The NOAA Inouye Regional Center: Building a Sustainable Research Future on Hallowed Ground

Tom Fortier, HOK
Paul Woolford, HOK

Main Idea:

The NOAA Inouye Regional Center (IRC) encompasses the adaptive reuse of two historic, World War II-era hangars originally designed by Albert Kahn and linked by a new addition on a national historic landmark site on Pearl Harbor's Ford Island. The facility consolidates hundreds of employees from around the island in this state-of-the-art sustainable research and administrative campus.

In this session Tom Fortier and Paul Woolford will review the NOAA IRC project's history and design process. They will present the overarching goals, vision, program, sustainability strategies and resulting design, all of which were developed to create a high performance, sustainable design rooted in the Mission of NOAA and the cultural traditions of the Pacific Region. Innovative design strategies inspired by the island's ecology and nature informed many design principles - such as the morphology of native Hawaiian trees - which provided lessons for passive lighting and cooling systems.

Viewed through a lens of history and biomimicry, presenters will outline the building's diverse range of functions which includes wet and dry research laboratories, marine mammal holding facility, a dive operations center, research library, administrative offices, conference and meeting areas, dining hall, and an abundance of informal collaboration space.

Learning Objectives

  • Sustainability: Learn how local ecology and nature can be a model of inspiration and efficiency for design. Participants will gain lessons on how biomimetric design principals, such as the morphology of native Hawaiian trees providing lessons for passive cooling and day lighting.
  • Adaptive reuse: Attendees will see how the original aircraft hangars served as inspiration for beautifully simple solutions to how the new Center could be organized into a high-performance scientific workplace. The design addresses the challenge of the existing long and wide floor plates through a grid of natural day lighting solutions.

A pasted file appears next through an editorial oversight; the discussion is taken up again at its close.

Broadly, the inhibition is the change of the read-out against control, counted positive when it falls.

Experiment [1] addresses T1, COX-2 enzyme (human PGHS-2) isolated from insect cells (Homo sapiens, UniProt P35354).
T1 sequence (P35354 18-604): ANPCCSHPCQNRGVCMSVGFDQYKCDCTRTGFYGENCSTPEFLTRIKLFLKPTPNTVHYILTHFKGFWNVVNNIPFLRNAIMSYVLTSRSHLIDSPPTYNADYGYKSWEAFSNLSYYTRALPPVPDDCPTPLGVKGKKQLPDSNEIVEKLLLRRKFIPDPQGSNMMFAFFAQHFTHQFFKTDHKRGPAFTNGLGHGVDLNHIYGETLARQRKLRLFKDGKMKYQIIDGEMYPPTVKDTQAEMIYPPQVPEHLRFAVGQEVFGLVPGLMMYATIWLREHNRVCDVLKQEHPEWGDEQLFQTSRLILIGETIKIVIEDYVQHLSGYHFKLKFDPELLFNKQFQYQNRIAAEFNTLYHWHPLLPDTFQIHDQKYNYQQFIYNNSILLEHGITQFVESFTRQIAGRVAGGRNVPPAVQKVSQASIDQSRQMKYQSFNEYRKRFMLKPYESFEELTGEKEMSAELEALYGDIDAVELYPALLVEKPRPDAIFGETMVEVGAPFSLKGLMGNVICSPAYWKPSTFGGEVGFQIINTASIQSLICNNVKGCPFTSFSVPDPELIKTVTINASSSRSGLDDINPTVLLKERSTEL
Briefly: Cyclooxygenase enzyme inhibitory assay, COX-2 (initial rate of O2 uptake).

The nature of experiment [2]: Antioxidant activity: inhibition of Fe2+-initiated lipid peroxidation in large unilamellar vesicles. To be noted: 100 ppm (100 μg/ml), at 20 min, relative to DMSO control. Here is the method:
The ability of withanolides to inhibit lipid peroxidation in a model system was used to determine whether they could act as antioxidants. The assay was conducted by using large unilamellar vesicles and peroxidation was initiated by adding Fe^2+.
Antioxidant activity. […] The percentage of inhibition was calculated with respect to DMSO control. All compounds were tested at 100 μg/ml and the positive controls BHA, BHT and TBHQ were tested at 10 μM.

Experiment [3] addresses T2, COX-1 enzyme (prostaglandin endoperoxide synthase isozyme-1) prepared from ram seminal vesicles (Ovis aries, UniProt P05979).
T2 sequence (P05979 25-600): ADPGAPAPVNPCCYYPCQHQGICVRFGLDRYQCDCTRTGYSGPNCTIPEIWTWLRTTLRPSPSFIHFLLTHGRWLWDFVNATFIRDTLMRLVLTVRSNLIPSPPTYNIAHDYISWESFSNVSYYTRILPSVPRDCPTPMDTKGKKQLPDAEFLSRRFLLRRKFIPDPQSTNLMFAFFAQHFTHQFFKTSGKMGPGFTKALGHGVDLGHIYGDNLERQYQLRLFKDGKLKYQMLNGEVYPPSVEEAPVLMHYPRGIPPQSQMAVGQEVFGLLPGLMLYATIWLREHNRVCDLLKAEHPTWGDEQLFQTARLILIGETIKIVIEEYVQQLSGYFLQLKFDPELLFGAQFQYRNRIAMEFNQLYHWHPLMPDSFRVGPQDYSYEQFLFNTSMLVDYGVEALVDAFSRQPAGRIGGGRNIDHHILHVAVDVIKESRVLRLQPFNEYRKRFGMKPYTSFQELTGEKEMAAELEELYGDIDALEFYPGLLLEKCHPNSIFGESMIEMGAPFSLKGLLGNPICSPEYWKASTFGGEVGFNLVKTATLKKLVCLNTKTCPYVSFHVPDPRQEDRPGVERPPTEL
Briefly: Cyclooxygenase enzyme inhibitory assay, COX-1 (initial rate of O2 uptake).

• Design for historic site: The site design for the new Center provides a delicate balance between preserving the historical framework of the location and site itself, while providing modern and appropriate presence required for this national facility. Exhibits highlighting the history of the island, as well as NOAA's diverse mission are showcased.
  • High performance scientific workplace: The IRC consolidates functionally diverse operations and staff from more than a dozen groups which were previously dispersed across the Hawaiian Islands. The integration of field, laboratory, veterinary, and computational groups into a single location presented enormous potential for scientific collaboration.


Tom Fortier is the Regional Leader of Science + Technology at HOK San Francisco. He has led significant large-scale laboratory projects for academic institutions and private corporations primarily in the Bay Area, including Stanford University and BioMed Realty. His proven leadership in management, planning and design has allowed him to deliver award-winning innovative and high-performing built environments. Mr. Fortier's 30+ years of experience is built upon his commitment to strengthening a client's v

Paul Woolford is Design Principal for HOK's San Francisco studio and is responsible for some of the firm's most innovative and creative buildings. As Design Principal, he is responsible for all aspects of the design process, leading interdisciplinary teams comprised of architects, engineers, planners, interior designers and landscape architects. His diverse portfolio includes civic and institutional buildings; corporate and commercial buildings; educational facilities; researc


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